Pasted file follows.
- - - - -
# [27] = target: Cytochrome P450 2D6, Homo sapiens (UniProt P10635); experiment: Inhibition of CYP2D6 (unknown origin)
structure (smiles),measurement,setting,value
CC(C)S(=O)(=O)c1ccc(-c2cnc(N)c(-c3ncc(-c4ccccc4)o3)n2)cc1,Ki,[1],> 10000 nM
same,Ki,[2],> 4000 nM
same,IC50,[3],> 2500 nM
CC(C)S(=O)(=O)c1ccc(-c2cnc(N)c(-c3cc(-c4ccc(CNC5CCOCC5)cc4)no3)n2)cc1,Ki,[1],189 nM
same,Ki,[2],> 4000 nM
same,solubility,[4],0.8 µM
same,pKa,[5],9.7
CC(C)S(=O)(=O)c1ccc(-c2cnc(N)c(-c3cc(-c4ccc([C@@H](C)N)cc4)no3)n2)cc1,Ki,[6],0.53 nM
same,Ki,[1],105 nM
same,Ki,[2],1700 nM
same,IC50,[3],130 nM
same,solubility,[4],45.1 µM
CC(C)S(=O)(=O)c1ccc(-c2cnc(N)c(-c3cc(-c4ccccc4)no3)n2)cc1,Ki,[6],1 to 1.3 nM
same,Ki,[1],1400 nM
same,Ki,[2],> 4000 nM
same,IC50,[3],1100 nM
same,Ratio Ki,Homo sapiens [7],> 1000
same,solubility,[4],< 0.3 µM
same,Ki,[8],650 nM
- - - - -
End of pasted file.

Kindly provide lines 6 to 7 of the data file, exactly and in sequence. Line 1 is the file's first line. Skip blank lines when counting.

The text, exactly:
CC(C)S(=O)(=O)c1ccc(-c2cnc(N)c(-c3cc(-c4ccc(CNC5CCOCC5)cc4)no3)n2)cc1,Ki,[1],189 nM
same,Ki,[2],> 4000 nM